Should I Ask My Fiancé To Sign a Prenup Agreement?
For advice on a prenup agreement call the London prenup agreement solicitors on 0203 959 9123 or complete our online enquiry form . We will set up a skype, video conference or telephone appointment for you with one of our friendly family lawsolicitors.
When should I ask my fiancé to sign a prenup agreement?
If the answer from a divorce solicitor is that yes you should get your fiancé to sign a prenup agreement, the next question is when should you sign the document ?
When it comes to the timing of signing a prenup agreement most prenup solicitors recommend that the agreement is signed at least twenty-one days before the wedding or civil partnership ceremony. That isn’t always possible so if you are running out of time before your wedding ask a prenup solicitor what your best options are. For example, you could decide to sign a post nup agreement but once you are married or in a civil partnership will your spouse or civil partner still be happy to sign the document?
Why is signing a prenup agreement a good idea?
A prenup agreement sets out how your assets will be shared if you split up from your husband, wife or civil partner. You may think you don’t need a prenup agreement as you don’t own much but a prenup agreement is normally designed to protect you by recording how you will divide your assets, whether you are together five months, five years or twenty-five years. A carefully worded prenup can cover these scenarios and others, such as whether you have children or one of you stays at home as the home-maker. If your personal or financial circumstances change significantly, so the terms of the original prenup agreement are no longer fair to both of you, then you can sign a postnup (or after marriage agreement) with your husband or wife.
Prenup solicitors say that there are many reasons why a prenup agreement is a particularly good idea. These reasons may apply to you or to your fiancé or to both of you. The reasons include:
- You have been married before and have children from a previous marriage. You want to protect your children in case of a separation.
- You have been living with your fiancé and have a cohabitation agreement and want the same sort of protection.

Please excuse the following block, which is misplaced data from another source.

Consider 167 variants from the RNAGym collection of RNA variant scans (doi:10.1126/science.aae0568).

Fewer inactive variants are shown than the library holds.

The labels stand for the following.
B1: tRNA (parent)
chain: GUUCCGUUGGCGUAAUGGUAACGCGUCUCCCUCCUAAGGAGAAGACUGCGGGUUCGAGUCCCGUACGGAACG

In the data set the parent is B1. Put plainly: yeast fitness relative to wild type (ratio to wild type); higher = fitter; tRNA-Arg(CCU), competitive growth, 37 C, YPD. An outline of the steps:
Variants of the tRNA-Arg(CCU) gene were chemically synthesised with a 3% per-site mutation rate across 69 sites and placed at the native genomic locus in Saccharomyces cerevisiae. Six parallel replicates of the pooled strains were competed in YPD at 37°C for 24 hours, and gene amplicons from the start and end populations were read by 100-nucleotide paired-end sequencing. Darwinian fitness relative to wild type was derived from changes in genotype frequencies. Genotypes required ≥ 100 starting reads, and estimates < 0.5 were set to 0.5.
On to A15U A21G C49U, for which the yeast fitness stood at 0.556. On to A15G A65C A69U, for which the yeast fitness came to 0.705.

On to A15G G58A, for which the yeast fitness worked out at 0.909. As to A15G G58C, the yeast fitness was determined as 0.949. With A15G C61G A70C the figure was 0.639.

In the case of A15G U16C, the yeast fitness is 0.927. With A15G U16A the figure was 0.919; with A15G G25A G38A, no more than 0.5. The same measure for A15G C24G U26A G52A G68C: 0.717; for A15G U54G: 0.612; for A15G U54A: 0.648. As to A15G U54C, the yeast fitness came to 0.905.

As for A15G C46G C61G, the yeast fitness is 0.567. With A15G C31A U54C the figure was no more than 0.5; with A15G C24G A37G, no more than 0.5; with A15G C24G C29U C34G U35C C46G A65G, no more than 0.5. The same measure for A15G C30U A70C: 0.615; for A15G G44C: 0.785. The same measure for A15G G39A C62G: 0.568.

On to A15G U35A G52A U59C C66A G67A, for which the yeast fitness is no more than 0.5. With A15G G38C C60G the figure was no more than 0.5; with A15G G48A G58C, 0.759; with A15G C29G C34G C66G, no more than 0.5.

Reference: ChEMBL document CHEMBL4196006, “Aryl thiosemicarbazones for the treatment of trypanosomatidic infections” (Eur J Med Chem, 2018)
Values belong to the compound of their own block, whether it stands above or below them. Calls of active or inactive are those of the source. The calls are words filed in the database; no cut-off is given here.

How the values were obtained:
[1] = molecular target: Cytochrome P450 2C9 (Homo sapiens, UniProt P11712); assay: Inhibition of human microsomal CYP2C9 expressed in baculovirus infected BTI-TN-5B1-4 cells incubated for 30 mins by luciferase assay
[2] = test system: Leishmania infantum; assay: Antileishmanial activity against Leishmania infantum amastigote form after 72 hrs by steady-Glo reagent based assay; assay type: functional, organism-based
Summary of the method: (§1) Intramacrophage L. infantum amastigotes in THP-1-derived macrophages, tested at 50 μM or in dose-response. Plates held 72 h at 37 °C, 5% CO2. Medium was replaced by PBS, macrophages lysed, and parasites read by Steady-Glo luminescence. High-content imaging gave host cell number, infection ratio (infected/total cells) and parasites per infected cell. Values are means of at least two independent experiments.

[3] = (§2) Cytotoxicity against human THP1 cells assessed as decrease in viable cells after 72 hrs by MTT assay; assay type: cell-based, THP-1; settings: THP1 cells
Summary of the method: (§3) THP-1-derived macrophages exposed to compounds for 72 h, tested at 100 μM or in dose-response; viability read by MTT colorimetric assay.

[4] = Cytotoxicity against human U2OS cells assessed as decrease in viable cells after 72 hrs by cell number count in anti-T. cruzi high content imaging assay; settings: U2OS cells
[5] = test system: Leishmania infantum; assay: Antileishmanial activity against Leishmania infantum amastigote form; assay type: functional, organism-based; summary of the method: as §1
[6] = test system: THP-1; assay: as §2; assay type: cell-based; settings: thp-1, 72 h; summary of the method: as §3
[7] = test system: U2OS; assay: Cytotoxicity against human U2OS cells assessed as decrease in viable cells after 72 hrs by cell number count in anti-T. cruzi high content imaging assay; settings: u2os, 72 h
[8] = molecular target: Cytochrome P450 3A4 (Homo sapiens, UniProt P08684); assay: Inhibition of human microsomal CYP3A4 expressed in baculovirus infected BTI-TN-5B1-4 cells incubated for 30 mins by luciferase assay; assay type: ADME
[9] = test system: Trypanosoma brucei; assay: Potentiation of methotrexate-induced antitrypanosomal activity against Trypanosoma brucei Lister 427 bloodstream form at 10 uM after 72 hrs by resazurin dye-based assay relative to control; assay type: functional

- You already own a house.
- You own shares in a family business.
- Your family are wealthy and you know that you may receive large life time gifts or a big inheritance.
- You are a beneficiary under a discretionary trust.
- You have significant pre-marriage accrued pension or investments.
- You have been married before and gone through a bitter divorce court settlement and , if you separate, you don’t want to spend a lot in legal fees in going to court.
- You or your fiancé may be from overseas and you want the prenup agreement to say what court jurisdiction will hear any divorce proceedings or financial settlement claims.
There are many other reasons why a prenup agreement may be a good idea but for a prenup agreement to carry weight with the divorce court the terms of the prenup agreement have to be considered fair and to meet reasonable needs at the time that any court looks at the terms of the prenup agreement. That’s why it is best to get specialist legal advice on what should be included in your prenup agreement.
How should I ask my fiancé to sign a prenup agreement?
A prenup solicitor can't tell you the best way to broach the subject of signing a prenup agreement with your fiancé but its undoubtedly best not to leave things to the last minute, when your fiancé will be focussing on the wedding and , for example, stressing about the seating arrangements.
Asking a fiancé to sign a prenup agreement should not be seen as a negative thing to do or cast doubt in anyone’s minds about your strength of feelings toward your fiancé or your commitment to the marriage or civil partnership. Asking a fiancé to sign a prenup agreement doesn’t mean that you think that you are going to split up or that your fiancé is a gold digger.
Signing a prenup agreement should be presented as a positive step for both of you. Often a prenup agreement forms part of your relationship and life planning. For example, as part of your wedding financial planning you are (or should be) thinking about:
- Writing a Will or , if you already have one, making a new one in contemplation of your marriage or civil partnership.
- Checking your pension nominations to make sure they are up to date.
- Preparing a power of attorney or, if you already have one and your fiancé isn’t named as an attorney, consider naming them as an attorney.
- Looking at your life insurance or your critical health insurance and seeing if your level of cover will be sufficient for your new circumstances.
- Whether your fiancé can be added to your private health cover because if your employer offers private health insurance the company scheme may cover a fiancé, spouse or civil partner at no or very modest cost to you.
- Looking at your money management and whether you intend to open a joint bank account or buy a property together.
- Family members gifting you money, for example, to provide a deposit so you can buy a house to live in after your marriage or so you can upsize to buy a family home. Your family or your fiancé’s family may only be comfortable in making lifetime gifts as part of their estate planning if there is a prenup agreement in place.
A discussion about a prenup is only the same as many of the other financial matters that need to be discussed by couples. A relationship where you are both confident in talking about such matters is a strong relationship.
London prenup solicitors
For advice on your prenup agreement call the London prenup agreement solicitors on 0203 959 9123 or complete our online enquiry form for a skype, video conference or telephone appointment with a family law solicitor.